March 01, 2006

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Headlines (6:09)
Kosovo’s Prime Minister resigned today  – one week after the first round of talks were completed in Vienna to determine the political and legal status of the United Nations administered province. It has been nearly 7 years since the end of civil fighting between independence-minded Albanian guerrillas and Serbian security forces in the former Yugoslavia. Jackson Allers reports from Kosovo’s capital, Pristina.

Kosovo Prime Minister, Bajram Kosumi, handed his resignation to Kosovo President Fatmir Seidiu this afternoon, amidst criticism from Western countries like the United States, who said he did not do enough to meet democratic standards set by the United Nations in the lead up to the current negotiations on Kosovo’s final status. Kosumi succeeded former Prime Minister, Ramush Haradinaj, who was indicted on war crimes charges by the UN tribunal at The Hague one year ago. UN Secretary General Kofi Annan criticized Kosumi in January for not doing more to integrate the more than 100,000 Serbs in Kosovo who remained after the end of fighting in 1999. Kosovo Serbs and other minorities have faced a growing litany of hardships as Kosovo’s economy is sputtering and the unemployment rate is said to be at about 50%. The former senior commander in the Kosovo Liberation Army, Agim Ceku, is said to be the top candidate for replacing Kosumi. Reporting for FSRN, this is Jackson Allers.

The ongoing cycle of violence in the Palestinian Occupied Territories has claimed two lives today. Manar Jibrin has the latest.

Abu Waleed Al Dahdouh, a top leader of the armed wing of the Islamic Jihad in Gaza, was killed today when his car exploded. Witnesses say an Israeli war jet fired a missile at his vehicle, but Israel denies involvement. In the West Bank, an Israeli settler is dead after he was shot in the head at the gas station where he worked. Al-Aqsa Martyrs’ brigades claimed responsibility. Early this morning, a large Israeli force of at least six military vehicles invaded the West Bank village of Beit Fajjar (near Bethlehem) and declared the village a closed military zone. The soldiers conducted house to house searches and arrested twelve Palestinian youths. The Israeli army has been carrying out arrest campaigns among Palestinian civilians claiming that the arrestees are wanted members of armed resistance groups. Many of these arrest attempts end with assassinations. For FSRN from IMEMC.Org  in Palestine this is Manar Jibrin.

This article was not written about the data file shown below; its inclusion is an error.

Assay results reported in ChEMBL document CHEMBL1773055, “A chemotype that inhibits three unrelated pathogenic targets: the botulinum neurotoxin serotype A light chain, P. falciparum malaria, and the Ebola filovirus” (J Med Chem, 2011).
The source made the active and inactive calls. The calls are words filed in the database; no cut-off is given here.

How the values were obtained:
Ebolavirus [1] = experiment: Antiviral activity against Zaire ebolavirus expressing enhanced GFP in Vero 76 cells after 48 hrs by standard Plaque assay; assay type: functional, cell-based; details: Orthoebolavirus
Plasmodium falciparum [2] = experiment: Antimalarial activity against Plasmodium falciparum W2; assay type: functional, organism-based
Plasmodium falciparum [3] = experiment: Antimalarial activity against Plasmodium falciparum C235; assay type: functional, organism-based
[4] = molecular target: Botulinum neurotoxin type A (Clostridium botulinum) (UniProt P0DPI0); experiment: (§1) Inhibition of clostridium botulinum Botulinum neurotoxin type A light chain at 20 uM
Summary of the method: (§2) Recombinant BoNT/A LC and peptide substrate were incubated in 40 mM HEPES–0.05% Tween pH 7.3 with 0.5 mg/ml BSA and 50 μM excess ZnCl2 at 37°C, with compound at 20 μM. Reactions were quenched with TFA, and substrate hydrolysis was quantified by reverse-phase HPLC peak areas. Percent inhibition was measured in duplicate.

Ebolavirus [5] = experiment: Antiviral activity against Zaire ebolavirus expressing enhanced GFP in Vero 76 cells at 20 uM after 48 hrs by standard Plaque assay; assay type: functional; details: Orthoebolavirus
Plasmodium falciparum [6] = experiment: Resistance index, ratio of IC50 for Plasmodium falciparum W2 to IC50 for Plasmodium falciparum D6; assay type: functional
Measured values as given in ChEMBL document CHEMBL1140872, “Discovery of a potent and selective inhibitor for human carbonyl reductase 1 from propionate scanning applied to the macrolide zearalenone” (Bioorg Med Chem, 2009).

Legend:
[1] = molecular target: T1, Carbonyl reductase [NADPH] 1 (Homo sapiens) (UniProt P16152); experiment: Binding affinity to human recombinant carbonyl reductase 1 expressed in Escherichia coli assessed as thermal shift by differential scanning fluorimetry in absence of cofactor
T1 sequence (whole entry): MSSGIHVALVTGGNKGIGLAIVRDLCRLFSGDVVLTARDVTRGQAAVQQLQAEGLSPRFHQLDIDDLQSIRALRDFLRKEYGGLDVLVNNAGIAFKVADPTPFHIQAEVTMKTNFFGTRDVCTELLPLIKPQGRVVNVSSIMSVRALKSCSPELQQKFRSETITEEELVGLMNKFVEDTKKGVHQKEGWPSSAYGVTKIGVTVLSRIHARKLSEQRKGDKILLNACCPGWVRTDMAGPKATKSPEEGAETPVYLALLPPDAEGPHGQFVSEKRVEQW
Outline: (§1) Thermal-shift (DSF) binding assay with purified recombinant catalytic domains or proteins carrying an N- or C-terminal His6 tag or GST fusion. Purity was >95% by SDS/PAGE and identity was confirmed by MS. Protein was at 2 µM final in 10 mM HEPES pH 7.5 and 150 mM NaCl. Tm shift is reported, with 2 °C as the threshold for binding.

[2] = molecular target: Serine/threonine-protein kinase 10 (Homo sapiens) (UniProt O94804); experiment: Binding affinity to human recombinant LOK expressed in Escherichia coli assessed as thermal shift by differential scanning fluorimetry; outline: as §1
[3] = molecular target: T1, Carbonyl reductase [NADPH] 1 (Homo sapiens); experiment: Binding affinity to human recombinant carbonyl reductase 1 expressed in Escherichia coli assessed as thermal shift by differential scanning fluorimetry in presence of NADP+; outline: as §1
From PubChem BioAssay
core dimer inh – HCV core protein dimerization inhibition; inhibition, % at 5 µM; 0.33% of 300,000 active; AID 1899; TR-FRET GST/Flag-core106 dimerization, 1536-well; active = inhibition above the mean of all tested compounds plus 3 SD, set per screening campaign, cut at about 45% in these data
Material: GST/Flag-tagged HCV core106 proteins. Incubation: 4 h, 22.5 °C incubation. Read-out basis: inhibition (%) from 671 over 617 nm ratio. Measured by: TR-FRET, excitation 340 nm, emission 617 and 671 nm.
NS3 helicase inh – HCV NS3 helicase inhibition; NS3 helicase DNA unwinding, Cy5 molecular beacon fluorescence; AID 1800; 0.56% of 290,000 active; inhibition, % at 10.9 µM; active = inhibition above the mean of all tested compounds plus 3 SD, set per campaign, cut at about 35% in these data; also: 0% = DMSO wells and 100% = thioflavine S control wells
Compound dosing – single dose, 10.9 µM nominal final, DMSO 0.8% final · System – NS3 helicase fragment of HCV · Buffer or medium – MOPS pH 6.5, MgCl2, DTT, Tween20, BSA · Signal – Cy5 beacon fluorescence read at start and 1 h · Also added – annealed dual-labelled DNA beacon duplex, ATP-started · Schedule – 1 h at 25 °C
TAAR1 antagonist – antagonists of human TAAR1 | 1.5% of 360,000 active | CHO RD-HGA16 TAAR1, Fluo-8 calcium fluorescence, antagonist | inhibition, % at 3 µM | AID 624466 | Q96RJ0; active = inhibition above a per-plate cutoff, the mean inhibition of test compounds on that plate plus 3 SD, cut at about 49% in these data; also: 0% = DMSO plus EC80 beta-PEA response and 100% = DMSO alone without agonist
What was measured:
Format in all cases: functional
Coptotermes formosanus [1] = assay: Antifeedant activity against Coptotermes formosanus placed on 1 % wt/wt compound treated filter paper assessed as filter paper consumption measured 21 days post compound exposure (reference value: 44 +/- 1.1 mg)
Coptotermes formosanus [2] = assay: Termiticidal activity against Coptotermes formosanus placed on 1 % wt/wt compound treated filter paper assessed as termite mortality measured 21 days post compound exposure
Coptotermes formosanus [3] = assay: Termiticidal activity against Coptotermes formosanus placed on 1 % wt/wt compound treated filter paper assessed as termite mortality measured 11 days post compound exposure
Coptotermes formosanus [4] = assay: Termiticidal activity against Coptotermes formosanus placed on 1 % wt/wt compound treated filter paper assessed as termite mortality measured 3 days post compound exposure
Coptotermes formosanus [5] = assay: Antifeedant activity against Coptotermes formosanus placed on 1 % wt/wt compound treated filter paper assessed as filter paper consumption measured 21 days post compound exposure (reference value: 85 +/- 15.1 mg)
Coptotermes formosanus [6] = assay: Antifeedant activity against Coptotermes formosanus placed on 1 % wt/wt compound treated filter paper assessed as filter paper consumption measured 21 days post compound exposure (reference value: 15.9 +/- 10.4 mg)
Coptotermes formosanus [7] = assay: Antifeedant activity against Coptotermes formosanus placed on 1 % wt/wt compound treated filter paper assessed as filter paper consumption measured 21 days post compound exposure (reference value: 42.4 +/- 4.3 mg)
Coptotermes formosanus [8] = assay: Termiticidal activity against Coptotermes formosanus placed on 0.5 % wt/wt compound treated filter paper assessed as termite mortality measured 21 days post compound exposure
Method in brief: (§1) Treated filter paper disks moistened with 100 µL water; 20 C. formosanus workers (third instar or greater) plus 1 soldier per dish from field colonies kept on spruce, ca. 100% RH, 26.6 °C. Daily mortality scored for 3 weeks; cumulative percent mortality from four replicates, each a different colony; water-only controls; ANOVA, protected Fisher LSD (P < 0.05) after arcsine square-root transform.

Unrest in an Afghan prison ended today with the transfer of some 1300 prisoners to a different area of the same prison. Six inmates are dead after a 4-day riot that began when prison authorities attempted to mandate the use of uniforms. Prisoners were demanding better living conditions and calling for a review of their convictions. The prison, located outside of Kabul, gained infamy as a torture center during the era of communist rule in the 1980s.

George W. Bush began his tour of South Asia today with a surprise visit to Afghanistan. This, as Canada plans to increase its presence in the occupied country…even though polls show that the majority of Canadians are against sending troops. Kasim Tirmizey reports from Montreal.

2200 new Canadian troops arrived in Kandhar in February and a Canadian general took command of the multinational coalition in southern Afghanistan yesterday. This, increased participation in the occupation of the war-torn country comes as a new opinion poll shows that 62% of Canadians are opposed to sending troops to Afghanistan. And 73% of Canadians would like a parliamentary vote on whether the mission should be renewed. Defence Minister Gordon O’Connor has rejected such measures as unnecessary. The recently deployed troops will be in Afghanistan for up to one year. Reporting for Free Speech Radio News in Montreal, I’m Kasim Tirmizey.